The family of Thomas Quigley, who broke his neck and died after slipping on an escalator last summer at DTW, say that his death could have been easily prevented by the presence of safety signage. However, authorities at DTW have said that they are in compliance with best-practice safety procedures.
The family of a man who died after slipping on an escalator last summer at Detroit Metropolitan Wayne County Airport (DTW) say that the incident highlights a major safety issue at the facility, USA Today reports. Thomas Quigley died after breaking his neck while pausing to adjust the luggage case that he was carrying. According to the outlet, there are no signs at DTW to advise passengers that luggage, strollers or wheelchairs are forbidden on escalators.
Quigley’s family, however, feel that the presence of this kind of warning signage might just have saved his life and that he may have decided to use the elevator instead of the escalator.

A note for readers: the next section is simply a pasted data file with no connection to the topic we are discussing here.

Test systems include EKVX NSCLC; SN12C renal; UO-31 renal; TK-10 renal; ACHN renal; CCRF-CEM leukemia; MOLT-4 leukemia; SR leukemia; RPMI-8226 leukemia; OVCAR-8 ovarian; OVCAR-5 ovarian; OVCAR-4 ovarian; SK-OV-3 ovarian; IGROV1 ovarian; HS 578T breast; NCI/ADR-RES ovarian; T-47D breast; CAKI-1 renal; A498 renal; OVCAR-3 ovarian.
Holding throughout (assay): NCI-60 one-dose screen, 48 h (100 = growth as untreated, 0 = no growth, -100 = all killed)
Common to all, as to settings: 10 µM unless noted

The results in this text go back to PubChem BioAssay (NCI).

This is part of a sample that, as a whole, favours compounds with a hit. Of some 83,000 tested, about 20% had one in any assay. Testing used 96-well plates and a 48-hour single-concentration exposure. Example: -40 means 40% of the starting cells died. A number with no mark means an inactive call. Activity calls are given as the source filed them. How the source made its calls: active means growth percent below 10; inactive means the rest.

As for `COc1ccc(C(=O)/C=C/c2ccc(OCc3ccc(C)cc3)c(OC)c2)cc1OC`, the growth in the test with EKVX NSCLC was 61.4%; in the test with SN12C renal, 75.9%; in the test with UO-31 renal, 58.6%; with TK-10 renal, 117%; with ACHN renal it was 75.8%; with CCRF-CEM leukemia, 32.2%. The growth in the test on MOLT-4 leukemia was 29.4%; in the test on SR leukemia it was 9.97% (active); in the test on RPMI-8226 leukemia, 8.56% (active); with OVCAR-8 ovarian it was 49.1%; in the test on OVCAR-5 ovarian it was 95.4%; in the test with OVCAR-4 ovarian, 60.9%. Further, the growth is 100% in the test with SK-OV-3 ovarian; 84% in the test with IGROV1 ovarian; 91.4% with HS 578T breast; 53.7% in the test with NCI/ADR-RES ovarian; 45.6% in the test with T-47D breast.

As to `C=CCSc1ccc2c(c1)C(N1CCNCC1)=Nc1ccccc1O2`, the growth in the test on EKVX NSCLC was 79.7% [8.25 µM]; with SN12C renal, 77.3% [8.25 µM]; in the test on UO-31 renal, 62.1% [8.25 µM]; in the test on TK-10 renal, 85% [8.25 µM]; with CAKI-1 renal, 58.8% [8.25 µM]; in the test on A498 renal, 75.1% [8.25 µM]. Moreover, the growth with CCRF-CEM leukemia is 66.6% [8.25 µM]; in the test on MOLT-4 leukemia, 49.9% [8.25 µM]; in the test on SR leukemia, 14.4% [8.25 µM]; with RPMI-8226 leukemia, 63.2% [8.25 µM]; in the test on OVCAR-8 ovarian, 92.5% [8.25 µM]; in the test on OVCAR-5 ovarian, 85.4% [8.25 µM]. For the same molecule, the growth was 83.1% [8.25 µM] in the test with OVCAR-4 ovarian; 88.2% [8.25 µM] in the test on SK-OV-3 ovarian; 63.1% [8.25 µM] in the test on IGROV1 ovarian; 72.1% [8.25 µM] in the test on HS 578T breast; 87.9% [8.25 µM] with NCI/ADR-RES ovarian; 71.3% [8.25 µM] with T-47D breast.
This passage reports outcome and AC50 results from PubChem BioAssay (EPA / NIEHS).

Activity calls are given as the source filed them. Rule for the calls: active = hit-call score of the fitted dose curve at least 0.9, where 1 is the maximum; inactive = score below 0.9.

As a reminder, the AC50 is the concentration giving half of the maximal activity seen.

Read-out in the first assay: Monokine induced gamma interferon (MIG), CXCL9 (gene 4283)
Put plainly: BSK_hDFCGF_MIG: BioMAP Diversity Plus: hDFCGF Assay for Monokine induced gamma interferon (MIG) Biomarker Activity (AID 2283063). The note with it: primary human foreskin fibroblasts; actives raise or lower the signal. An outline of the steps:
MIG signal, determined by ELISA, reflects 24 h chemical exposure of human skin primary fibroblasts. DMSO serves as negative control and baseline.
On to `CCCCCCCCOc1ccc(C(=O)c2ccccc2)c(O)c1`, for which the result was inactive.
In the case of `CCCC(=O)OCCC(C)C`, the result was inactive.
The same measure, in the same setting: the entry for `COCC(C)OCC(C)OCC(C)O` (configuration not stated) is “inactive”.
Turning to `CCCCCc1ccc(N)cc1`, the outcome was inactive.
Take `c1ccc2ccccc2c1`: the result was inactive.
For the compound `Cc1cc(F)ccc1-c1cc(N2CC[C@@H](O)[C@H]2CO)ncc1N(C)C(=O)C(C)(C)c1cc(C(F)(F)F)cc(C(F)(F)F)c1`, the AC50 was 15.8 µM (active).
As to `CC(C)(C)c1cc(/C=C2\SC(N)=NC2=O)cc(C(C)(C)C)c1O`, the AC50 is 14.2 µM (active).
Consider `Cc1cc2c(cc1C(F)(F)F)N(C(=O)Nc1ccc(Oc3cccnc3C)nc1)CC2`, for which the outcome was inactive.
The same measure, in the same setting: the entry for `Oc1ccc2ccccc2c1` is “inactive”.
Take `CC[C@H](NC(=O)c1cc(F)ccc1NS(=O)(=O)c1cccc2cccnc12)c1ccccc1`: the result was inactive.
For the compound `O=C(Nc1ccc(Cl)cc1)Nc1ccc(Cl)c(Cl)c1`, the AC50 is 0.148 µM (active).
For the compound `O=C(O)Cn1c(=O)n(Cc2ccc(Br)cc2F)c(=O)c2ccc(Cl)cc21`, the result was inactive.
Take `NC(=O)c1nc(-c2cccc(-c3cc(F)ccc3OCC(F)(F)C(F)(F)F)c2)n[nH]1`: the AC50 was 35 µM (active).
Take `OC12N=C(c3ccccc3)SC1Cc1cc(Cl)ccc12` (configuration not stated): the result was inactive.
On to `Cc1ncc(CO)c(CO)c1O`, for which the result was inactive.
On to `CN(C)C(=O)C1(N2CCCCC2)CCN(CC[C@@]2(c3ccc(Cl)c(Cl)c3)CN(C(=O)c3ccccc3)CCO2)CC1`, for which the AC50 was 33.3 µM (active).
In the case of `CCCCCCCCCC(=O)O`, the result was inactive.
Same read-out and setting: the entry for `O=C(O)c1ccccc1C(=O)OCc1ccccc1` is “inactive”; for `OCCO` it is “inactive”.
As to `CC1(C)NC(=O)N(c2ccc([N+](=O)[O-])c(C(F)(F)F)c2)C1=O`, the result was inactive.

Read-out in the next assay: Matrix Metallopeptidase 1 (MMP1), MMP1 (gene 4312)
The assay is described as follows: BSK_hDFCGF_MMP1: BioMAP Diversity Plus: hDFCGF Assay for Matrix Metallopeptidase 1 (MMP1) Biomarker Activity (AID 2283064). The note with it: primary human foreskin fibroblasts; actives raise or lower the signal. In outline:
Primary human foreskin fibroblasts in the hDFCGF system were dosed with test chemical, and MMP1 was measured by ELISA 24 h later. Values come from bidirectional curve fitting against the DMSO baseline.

“Our priorities are that this doesn’t happen to anybody else. Signage is such a simple thing. It’s not that I don’t believe in personal responsibility, but there is an onus on the airport to inform people that they have options. And signage is a simple, cost effective measure,” explained Amy Facchineri, one of Quigley’s daughters.
“I can’t find peace. I feel like he was taken from us, and I feel like this shouldn’t have happened,” she added.
The family is considering taking legal action against DTW.
However, Erica Donerson, a spokesperson for the Wayne County Airport Authority (WCAA), told the Detroit Free Press that, “After reviewing best practices throughout the U.S. aviation industry, especially large hub airports like Detroit Metropolitan Airport, we confirmed prohibiting luggage on escalators is not standard practice. While we may modify our signs in the future, we don’t have plans to add language prohibiting luggage.”
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